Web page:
The landscape architecture community was shocked and saddened by the sudden, tragic loss of John Arthur Foss in January 2012. Originally from Ballycastle in Ireland, Foss had been a significant figure in the Australian landscape architecture community since he arrived here in 1982.
Foss worked at many Sydney firms over his long career, including Place Design Group, Conybeare Morrison and the South Sydney City and Ryde City councils, to name a few. He left an indelible mark on many private and large-scale public projects, such as Rhodes Corporate Park, RMOQ Courtyard, Putney Park, Hyde Park and Deepwater Park in Sydney, and the Worksop and Mansfield town centres in the UK.
Foss held steadfast to his beliefs, and the integrity he brought to his projects was great. He was highly skilled at documentation and project administration, and was a man of detail and principle who was never swayed by the domineering developer or aggressive contractor. “He was a quality-outcome-driven guy,” says Darrell McLean of Place Design Group.
These qualities were also evident in his personal life, where he loathed pretence and was merciless in ridiculing snobbery. He was a keen consumer of left-leaning media and accessed all manner of current opinion, from the Guardian Weekly through to The Irish Times. He sought fairness in all aspects of life.
Foss was born into a grand Irish family. However, as with almost everything in his life, there was an ironic twist: his actual place of birth was India. His exotic birthplace allowed him distance from both the world of inherited rank and entitlement and the English class system that he so derided.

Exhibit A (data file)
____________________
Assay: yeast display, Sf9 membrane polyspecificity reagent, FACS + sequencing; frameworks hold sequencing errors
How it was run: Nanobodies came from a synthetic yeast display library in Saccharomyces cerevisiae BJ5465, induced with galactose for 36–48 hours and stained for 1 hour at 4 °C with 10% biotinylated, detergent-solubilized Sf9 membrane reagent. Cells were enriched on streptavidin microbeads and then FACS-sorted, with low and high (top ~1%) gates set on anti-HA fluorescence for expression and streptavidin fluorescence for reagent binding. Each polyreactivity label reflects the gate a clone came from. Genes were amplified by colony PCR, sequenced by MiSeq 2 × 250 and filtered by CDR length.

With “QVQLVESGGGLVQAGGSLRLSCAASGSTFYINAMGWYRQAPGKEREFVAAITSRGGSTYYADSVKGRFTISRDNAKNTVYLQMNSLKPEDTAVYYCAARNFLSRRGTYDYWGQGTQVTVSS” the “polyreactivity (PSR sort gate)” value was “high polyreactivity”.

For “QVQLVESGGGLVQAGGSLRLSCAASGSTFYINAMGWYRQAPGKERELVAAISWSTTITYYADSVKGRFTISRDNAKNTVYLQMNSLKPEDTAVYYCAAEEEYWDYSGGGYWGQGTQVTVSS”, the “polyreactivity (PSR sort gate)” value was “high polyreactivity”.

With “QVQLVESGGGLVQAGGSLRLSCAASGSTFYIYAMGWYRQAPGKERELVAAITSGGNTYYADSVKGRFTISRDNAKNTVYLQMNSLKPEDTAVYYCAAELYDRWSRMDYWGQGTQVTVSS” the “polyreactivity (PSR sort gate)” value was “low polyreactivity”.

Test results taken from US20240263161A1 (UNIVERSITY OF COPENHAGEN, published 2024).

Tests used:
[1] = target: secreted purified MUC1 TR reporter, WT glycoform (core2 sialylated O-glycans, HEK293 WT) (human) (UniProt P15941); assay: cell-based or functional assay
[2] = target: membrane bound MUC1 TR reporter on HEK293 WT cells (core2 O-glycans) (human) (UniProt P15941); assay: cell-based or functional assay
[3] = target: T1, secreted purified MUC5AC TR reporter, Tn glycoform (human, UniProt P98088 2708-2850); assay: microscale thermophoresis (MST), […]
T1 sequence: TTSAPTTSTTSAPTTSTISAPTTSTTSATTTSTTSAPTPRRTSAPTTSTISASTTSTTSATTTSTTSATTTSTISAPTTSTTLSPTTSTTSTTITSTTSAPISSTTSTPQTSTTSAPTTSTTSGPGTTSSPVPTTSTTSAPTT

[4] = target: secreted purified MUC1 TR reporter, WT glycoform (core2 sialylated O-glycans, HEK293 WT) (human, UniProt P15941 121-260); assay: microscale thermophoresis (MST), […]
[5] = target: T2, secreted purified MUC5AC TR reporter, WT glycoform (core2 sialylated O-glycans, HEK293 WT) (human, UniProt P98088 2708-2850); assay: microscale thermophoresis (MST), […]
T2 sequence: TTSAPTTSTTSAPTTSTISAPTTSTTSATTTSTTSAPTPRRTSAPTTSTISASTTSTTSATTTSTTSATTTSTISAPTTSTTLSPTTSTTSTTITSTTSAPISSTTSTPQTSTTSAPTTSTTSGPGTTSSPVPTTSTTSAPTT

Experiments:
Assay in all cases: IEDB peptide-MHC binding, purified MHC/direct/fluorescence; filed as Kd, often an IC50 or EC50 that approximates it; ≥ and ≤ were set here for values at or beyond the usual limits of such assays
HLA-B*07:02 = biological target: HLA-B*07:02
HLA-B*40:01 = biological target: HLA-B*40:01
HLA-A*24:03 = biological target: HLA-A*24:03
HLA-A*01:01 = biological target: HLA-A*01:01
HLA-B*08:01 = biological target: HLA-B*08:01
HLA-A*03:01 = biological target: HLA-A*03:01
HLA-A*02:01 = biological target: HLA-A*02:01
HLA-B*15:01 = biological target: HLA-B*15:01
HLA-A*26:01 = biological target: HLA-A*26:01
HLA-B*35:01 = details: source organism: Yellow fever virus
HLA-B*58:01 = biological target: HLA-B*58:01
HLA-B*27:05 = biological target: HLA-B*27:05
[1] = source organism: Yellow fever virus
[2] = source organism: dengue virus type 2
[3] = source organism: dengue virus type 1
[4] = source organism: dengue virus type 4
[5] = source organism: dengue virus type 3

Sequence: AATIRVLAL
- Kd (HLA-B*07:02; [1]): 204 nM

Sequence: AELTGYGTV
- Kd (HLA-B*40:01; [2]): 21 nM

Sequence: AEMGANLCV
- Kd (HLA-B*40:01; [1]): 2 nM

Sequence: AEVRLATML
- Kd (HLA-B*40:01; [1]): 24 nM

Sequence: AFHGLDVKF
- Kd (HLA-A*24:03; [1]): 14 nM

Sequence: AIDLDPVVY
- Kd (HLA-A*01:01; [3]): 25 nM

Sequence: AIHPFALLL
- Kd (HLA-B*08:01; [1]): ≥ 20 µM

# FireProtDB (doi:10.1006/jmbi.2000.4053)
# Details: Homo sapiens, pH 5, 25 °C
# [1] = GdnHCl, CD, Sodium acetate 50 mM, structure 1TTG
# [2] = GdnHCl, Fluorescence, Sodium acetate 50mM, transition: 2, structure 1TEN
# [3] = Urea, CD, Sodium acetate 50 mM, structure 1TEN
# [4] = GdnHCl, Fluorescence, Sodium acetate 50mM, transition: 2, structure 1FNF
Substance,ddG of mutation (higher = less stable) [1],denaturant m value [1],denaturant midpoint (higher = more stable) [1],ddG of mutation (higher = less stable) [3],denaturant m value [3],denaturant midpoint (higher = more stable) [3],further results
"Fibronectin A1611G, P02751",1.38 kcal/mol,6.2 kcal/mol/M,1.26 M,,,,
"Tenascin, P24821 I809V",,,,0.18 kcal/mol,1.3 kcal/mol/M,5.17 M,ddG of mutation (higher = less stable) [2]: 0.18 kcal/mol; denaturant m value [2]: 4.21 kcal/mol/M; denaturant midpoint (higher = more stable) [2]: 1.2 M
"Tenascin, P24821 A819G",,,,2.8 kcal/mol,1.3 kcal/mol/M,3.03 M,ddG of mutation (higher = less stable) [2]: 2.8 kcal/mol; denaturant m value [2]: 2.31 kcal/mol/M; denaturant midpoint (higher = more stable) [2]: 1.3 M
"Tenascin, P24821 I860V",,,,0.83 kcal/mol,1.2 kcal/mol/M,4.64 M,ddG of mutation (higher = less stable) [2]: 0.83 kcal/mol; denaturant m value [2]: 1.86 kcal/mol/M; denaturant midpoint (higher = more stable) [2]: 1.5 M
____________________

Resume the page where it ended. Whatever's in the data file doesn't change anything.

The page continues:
His vast generosity carried him through some tough times and he was able to lean somewhat heavily on his close friends and colleagues as he struggled with personal issues and inherited battles. While doing so, and after a lengthy ban on driving, he developed one of the great passions of his life – that of motorized cycling. This passion, born of necessity, led Foss to develop an intimate knowledge and love of the back roads of the Byron Shire in northern New South Wales. It was on his favorite stretch of road that his life ended so tragically.
As with so much of what Foss touched, creating motorized bikes became a compelling and all-consuming activity. He developed a bike of magnificent quality; a beautiful riding machine inspired by his love for the Norton motorbikes he had ridden in his student days in Leeds, in the UK. Two models of his bikes bore names inspired by the Byron Shire – the Billinudgel Bullet and the Tyagarah Tiger – both finely crafted and high-performance modes of transport.
Wishing to expand the canvas and seeking appropriate recognition of these excellent machines, John adopted a new persona – that of Giacomo Fosscati, the brilliant son of the legendary Italian cyclist Enzio Fosscati, who was the main protagonist in Foss’s creative writing. Doing nothing in half measure, John was in the midst of writing a novel that tracked the trajectory of Enzio and the invention of the Fosscati bikes themselves. He used his writing skills as a means to express, entertain and heal, all the while ruminating on the prospect that the novel could launch him into comfortable retirement – Giacomo Fosscati, jostling for celebrity status with J. K. Rowling’s Harry Potter.